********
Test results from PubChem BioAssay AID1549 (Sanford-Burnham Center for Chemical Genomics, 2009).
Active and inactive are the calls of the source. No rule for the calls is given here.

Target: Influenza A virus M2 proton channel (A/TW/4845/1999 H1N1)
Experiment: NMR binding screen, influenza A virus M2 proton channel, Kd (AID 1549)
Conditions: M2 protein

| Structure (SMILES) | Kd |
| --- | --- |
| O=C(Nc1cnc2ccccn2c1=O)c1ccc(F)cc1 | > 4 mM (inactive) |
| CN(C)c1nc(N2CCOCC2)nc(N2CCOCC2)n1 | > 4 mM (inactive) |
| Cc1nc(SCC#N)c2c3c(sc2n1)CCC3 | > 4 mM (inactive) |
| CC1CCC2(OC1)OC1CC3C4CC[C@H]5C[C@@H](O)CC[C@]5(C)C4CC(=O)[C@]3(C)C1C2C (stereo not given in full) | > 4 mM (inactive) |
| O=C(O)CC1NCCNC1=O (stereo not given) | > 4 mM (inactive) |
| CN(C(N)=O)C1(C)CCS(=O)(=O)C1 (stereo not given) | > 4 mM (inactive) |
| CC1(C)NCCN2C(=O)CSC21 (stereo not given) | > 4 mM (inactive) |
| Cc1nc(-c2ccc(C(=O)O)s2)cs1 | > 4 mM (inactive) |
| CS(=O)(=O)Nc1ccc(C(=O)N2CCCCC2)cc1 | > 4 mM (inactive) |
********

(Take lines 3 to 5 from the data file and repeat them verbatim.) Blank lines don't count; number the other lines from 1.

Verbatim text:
Target: Influenza A virus M2 proton channel (A/TW/4845/1999 H1N1)
Experiment: NMR binding screen, influenza A virus M2 proton channel, Kd (AID 1549)
Conditions: M2 protein